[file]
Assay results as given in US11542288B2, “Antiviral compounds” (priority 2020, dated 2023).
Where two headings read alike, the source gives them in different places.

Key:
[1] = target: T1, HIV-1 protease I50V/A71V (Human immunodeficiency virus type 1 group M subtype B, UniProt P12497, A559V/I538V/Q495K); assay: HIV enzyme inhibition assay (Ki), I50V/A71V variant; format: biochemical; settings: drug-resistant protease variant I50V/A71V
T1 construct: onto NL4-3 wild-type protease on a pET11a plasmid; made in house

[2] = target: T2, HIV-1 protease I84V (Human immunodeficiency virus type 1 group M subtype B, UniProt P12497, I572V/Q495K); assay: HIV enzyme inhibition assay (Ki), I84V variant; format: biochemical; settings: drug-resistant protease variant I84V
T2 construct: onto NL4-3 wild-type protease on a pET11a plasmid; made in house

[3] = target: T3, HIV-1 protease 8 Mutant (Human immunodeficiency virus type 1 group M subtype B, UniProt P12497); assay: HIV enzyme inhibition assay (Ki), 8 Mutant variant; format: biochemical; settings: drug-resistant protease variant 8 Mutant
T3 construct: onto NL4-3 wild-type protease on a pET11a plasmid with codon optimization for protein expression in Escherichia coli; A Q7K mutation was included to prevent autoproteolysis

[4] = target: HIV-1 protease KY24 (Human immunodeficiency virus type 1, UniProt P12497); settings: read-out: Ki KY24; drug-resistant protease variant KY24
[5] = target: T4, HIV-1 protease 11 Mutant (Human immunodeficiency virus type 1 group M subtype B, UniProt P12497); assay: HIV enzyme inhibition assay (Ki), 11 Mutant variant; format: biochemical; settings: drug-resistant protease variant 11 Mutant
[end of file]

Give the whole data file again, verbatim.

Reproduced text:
Assay results as given in US11542288B2, “Antiviral compounds” (priority 2020, dated 2023).
Where two headings read alike, the source gives them in different places.

Key:
[1] = target: T1, HIV-1 protease I50V/A71V (Human immunodeficiency virus type 1 group M subtype B, UniProt P12497, A559V/I538V/Q495K); assay: HIV enzyme inhibition assay (Ki), I50V/A71V variant; format: biochemical; settings: drug-resistant protease variant I50V/A71V
T1 construct: onto NL4-3 wild-type protease on a pET11a plasmid; made in house

[2] = target: T2, HIV-1 protease I84V (Human immunodeficiency virus type 1 group M subtype B, UniProt P12497, I572V/Q495K); assay: HIV enzyme inhibition assay (Ki), I84V variant; format: biochemical; settings: drug-resistant protease variant I84V
T2 construct: onto NL4-3 wild-type protease on a pET11a plasmid; made in house

[3] = target: T3, HIV-1 protease 8 Mutant (Human immunodeficiency virus type 1 group M subtype B, UniProt P12497); assay: HIV enzyme inhibition assay (Ki), 8 Mutant variant; format: biochemical; settings: drug-resistant protease variant 8 Mutant
T3 construct: onto NL4-3 wild-type protease on a pET11a plasmid with codon optimization for protein expression in Escherichia coli; A Q7K mutation was included to prevent autoproteolysis

[4] = target: HIV-1 protease KY24 (Human immunodeficiency virus type 1, UniProt P12497); settings: read-out: Ki KY24; drug-resistant protease variant KY24
[5] = target: T4, HIV-1 protease 11 Mutant (Human immunodeficiency virus type 1 group M subtype B, UniProt P12497); assay: HIV enzyme inhibition assay (Ki), 11 Mutant variant; format: biochemical; settings: drug-resistant protease variant 11 Mutant